I waited as the guy set up. His worrying looks meant I must have been staring a little manically at him. But who doesn’t when they need coffee?
6.55am. I made my way to the start, reluctantly took off my joggers / pjs.
Race plan? The first 10km was up hill so around 6min/km would be ideal, on the flats I’d push to below 5min/km if I could, and downhill I would fly as fast as my legs would take me without rolling down the side of a mountain.
Headphones in. Slash on. Game on.
We started, and I sprinted off – I’d been told there was a bottleneck in the first 500 metres so it was important to get ahead. So that’s what I did. 500m of sprinting. I was buggered, but continued.
I followed the only woman in front of me for the first 1km then moved to overtake… right when the hills started. Good one Jess. Sorry legs.
I was first female – mine to lose with 19km to go. The thought sounded horrendously daunting, so I picked up my pace as we hopped up boulders and steps and through single tracks.
It was all uphill. 10km and no exaggeration. We scrambled, we climbed, tight squeezes and large boulders. And steep drops. But absolutely beautiful.
I stopped briefly to take a photo of the ‘clouds’ resting above the lakes, we were above the clouds (it was condensation, I realise that now).
We hit the pinnacle, leaping between boulders, and traversed across.
I took a gel, and then spent at least five minutes choking on it. Clever.
We hit some flat single track and I wondered whether we were at the top. My watch said 10km, so maybe, just maybe.
Definitely flat single track. I flew along, my legs carrying me – just running.
Then the downhill. At first it was boulders, then came more track, wider track, track with small rocks on. Mini hazards everywhere.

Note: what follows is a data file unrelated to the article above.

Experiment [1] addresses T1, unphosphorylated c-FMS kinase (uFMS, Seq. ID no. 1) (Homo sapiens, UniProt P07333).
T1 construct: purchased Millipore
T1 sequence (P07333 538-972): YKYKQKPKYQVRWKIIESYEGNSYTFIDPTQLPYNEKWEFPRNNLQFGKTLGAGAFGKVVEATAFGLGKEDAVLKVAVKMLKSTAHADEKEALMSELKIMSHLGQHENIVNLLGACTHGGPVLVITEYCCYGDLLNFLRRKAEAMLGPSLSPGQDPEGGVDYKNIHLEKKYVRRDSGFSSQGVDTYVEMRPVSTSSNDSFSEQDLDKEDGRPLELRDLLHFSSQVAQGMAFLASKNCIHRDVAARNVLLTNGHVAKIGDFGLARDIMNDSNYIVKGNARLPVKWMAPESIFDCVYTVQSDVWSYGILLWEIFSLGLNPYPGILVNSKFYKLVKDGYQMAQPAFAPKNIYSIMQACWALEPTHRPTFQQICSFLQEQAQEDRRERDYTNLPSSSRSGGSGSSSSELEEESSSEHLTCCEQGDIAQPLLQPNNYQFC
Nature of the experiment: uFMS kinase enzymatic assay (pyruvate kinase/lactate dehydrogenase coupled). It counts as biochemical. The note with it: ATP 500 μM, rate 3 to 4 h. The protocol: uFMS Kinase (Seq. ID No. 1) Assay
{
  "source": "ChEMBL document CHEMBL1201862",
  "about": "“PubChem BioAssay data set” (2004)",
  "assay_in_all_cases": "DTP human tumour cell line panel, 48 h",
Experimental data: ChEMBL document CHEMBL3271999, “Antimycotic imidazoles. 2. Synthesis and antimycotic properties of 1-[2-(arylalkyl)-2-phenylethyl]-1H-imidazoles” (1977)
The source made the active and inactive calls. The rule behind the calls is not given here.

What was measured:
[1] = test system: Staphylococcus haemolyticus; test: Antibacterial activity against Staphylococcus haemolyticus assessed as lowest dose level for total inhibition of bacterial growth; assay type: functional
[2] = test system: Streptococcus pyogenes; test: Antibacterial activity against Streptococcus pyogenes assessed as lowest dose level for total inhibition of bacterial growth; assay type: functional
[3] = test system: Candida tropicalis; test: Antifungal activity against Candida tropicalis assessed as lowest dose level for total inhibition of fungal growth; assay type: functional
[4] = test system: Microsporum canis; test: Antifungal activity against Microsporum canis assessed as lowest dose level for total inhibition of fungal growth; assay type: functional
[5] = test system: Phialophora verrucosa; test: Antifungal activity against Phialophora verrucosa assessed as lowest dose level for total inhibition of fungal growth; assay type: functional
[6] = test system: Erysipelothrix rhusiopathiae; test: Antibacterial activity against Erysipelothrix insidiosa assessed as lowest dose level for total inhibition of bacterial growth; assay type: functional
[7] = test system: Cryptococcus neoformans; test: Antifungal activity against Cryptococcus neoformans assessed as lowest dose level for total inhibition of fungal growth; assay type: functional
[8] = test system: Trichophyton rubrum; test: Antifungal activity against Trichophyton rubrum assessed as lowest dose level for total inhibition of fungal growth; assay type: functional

My knee flickered in pain – it turns out putting the brakes on to slow down actually caused more pain. So…no brakes. I bounded, like a gazelle (probably not) and leapt down the mountain (I probably didn’t).
This was so much fun.
There was a pack of us, the pain train, running and gliding down along single track. We hit the flats and then back into single trail. Three of us, encouraging each other, motivating each other.
I love trail runners.
18km. A bridge onto cycle paths across the river from where we’d just run, back on ourselves. I looked for other runners, there were none.
Suddenly I was at the 19km mark I’d walked past. 1000m glorious metres left, I could do this. I might even get under 2 hours? Very few women had managed that.
As far as I knew I was still first, and I knew the prize – new trail running shoes. I needed new trail running shoes. I ran faster.
Impossibly possible. I picked up my pace and suddenly I was into Halls Gap village, people cheering. I ran faster. My legs carried me.
The finish line.
Usually I take my headphones off so I get to enjoy the atmosphere, but it just came upon me so suddenly that I didn’t have time.